By Jerry Salcido
As most American school children know, one of the chief complaints that the American colonists had against the mother country was that they were taxed without their consent. “Taxation without representation is tyranny,” a phrase often credited to the revolutionary James Otis, became an American maxim. Colonial Americans were anti-tax to begin with, but to be taxed by a parliament three thousand miles away without any say in the matter was intolerable.
The colonists revolted and after sacrificing their lives and treasure they defeated the pariah which is taxation without representation; and, consequently, the freest nation the world had ever seen was born. Victory, however, was short-lived, as taxation without representation was resurrected and transmogrified a little more than 100 years later, in 1913, in the form of the Federal Reserve System, America’s third and most menacing iteration of a central bank.
Technically, the Federal Reserve has no power of taxation. In fact, it is not even a governmental entity or agency. It is a bank composed of unelected officials who answer to their shareholders… and who once in a while appear before Congress to discuss a whole lot about nothing. How then does the Federal Reserve effect taxation without representation? Through its manipulation of the money supply, that is, through varying degrees of continual inflation. As even Federal Reserve Chairman Ben Bernanke admitted, “Inflation is a tax.”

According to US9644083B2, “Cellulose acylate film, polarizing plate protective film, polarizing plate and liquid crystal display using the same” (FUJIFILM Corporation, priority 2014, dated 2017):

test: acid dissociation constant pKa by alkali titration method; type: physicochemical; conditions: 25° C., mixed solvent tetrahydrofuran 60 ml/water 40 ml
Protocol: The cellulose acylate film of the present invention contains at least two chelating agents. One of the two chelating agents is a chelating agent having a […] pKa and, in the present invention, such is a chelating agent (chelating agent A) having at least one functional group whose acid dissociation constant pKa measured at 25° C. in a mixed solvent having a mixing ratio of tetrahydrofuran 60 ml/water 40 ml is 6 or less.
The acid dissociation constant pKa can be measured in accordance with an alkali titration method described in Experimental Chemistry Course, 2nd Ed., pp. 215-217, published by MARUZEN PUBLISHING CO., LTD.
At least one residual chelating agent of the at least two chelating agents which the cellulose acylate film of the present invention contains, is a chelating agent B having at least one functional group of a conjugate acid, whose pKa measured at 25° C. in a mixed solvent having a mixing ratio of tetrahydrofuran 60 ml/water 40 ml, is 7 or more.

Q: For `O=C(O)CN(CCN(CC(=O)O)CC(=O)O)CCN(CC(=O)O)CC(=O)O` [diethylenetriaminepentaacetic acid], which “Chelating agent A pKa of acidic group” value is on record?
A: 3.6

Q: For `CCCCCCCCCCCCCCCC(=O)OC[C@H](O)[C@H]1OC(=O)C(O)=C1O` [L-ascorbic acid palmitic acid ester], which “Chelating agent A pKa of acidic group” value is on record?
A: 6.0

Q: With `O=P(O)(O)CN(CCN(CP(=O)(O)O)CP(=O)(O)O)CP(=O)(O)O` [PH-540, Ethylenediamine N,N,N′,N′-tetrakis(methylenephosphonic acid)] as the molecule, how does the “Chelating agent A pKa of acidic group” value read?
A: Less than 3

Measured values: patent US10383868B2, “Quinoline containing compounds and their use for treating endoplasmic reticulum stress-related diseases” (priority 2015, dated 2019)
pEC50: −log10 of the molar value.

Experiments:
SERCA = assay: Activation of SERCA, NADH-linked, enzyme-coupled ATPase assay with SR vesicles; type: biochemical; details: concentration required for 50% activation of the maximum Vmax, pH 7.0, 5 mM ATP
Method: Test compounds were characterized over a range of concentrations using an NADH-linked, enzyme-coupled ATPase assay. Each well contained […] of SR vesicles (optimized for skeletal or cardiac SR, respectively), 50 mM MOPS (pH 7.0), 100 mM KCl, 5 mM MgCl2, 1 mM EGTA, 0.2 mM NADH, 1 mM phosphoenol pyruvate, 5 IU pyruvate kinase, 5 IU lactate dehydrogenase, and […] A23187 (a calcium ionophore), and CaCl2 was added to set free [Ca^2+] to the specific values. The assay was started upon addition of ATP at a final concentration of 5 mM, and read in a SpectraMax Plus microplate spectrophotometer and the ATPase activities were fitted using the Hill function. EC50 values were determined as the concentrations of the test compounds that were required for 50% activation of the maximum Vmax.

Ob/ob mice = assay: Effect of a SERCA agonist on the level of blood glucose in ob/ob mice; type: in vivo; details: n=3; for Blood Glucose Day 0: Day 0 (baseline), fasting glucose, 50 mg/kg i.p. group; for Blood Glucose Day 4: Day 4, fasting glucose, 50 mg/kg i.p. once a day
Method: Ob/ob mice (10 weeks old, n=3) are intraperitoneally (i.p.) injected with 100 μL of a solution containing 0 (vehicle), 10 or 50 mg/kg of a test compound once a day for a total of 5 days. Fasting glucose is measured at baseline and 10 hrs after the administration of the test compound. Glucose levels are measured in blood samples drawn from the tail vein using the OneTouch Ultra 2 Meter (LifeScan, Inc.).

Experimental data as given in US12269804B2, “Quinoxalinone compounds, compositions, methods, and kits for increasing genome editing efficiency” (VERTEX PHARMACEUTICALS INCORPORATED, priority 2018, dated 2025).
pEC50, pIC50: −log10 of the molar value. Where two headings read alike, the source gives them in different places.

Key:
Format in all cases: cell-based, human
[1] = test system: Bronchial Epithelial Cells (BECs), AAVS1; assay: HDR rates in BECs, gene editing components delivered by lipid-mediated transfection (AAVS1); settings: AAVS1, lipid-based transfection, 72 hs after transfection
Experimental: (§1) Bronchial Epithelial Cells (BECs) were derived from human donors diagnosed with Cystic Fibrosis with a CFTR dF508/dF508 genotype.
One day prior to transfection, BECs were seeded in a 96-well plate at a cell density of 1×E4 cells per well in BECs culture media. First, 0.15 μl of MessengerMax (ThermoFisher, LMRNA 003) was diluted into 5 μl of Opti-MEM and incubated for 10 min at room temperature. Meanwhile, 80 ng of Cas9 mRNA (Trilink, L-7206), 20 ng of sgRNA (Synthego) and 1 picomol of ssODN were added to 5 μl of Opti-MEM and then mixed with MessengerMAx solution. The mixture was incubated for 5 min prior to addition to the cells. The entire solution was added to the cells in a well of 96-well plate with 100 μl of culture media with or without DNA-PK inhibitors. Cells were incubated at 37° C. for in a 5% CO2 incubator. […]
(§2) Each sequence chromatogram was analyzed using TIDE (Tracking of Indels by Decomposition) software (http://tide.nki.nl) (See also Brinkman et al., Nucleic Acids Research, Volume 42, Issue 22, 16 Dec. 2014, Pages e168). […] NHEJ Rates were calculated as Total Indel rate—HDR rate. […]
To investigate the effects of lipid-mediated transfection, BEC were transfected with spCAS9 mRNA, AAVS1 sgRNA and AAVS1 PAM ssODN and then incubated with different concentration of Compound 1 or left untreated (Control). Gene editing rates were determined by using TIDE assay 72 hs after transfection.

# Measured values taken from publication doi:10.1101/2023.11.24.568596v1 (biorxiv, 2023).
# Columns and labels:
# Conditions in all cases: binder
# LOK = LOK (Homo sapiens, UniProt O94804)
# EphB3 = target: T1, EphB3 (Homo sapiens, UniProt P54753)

The problem is that unlike those in 1776, Americans today—courtesy of the fractional reserve banking system led by the Federal Reserve—do not even realize they are being taxed without their consent. One reason for this general dearth of understanding concerning such vital subject matter is the perception that acquiring knowledge of the economics of central banking is equivalent to earning a PhD in quantum physics. Not so; and, if liberty is to return to America Americans must understand that the Federal Reserve is their new King George.
To begin, calling it the “Federal Reserve” is a misnomer, because it is not “federal” (or a “reserve” for that matter, but that is not important for our purposes). Nonetheless, it does have loose, somewhat incestuous, ties to the federal government. As one federal circuit court explained it is “composed of both public and private elements.” Committee for Monetary Reform v. Board of Governors of Federal Reserve System, 766 F.2d 538, 539 (D.C. Cir. 1985). The Federal Reserve System was created by Congress’s 1913 Federal Reserve Act, and consequently derives its powers from the federal government. It consists of twelve districts each of which has one Federal Reserve Bank (“Fed Regional Banks”) and more than 5,000 other privately owned banks, that is, your bank. The Federal Reserve System’s powers are distributed primarily among three separate bodies, none of which are composed of elected officials: the Board of Governors (“Board”), the Federal Open Market Committee (“FOMC”), and the Federal Advisory Counsel (“FAC”). The Board governs the day-to-day business of the Federal Reserve and consists of seven members each of whom is appointed by the President with the advice and consent of the Senate. Board members serve fourteen year terms — more than twice as long as U.S. Senators. While the original text of the Federal Reserve Act allowed the President to remove a Board member “for cause,” that is no longer the case. Today Board members may only be removed through Congressional impeachment, a next to impossible process.